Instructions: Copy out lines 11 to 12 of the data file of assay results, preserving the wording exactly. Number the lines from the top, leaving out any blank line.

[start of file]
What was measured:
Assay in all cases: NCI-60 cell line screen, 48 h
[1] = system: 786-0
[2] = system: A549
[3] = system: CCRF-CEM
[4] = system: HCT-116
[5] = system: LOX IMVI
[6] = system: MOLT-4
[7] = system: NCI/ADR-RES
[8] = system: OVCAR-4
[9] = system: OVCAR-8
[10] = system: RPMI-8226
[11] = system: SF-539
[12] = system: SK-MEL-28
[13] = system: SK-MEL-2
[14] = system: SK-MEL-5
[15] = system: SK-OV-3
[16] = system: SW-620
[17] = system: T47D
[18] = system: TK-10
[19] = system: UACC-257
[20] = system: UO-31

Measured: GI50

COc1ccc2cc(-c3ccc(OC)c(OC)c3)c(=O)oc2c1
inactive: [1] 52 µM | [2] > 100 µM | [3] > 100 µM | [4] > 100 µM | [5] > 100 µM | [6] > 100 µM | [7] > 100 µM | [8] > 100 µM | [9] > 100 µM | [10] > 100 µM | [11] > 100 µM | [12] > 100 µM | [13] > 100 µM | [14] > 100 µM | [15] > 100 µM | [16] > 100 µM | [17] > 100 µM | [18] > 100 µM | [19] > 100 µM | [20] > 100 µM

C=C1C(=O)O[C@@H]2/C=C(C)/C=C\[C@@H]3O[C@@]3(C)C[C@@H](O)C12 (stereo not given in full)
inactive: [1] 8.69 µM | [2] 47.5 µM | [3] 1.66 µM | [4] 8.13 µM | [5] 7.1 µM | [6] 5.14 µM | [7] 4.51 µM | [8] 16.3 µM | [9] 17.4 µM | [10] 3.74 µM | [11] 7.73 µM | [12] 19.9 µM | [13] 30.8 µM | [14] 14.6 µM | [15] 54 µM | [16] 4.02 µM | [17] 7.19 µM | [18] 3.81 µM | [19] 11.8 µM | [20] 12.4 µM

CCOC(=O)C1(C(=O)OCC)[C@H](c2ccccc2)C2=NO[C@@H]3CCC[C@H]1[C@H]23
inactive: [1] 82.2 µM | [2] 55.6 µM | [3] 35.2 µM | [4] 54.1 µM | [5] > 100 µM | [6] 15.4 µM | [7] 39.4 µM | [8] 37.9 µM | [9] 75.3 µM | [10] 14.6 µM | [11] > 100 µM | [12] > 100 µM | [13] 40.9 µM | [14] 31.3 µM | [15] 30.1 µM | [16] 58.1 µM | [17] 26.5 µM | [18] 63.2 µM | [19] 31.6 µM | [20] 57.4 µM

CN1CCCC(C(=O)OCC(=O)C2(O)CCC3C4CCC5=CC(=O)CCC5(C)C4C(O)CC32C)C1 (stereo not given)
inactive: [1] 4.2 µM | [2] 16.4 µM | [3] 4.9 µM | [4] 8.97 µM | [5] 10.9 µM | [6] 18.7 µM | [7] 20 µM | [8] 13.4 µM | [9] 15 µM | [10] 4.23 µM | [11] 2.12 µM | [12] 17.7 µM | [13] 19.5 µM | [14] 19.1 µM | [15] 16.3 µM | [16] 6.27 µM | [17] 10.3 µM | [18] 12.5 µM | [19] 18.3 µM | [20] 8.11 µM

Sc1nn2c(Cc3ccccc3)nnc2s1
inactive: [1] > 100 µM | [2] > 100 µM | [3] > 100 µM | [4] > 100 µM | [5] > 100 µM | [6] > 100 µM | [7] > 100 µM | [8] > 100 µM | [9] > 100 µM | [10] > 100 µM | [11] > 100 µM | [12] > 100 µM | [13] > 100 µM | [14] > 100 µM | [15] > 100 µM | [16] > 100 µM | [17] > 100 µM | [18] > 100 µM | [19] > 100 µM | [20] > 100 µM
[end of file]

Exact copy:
[9] = system: OVCAR-8
[10] = system: RPMI-8226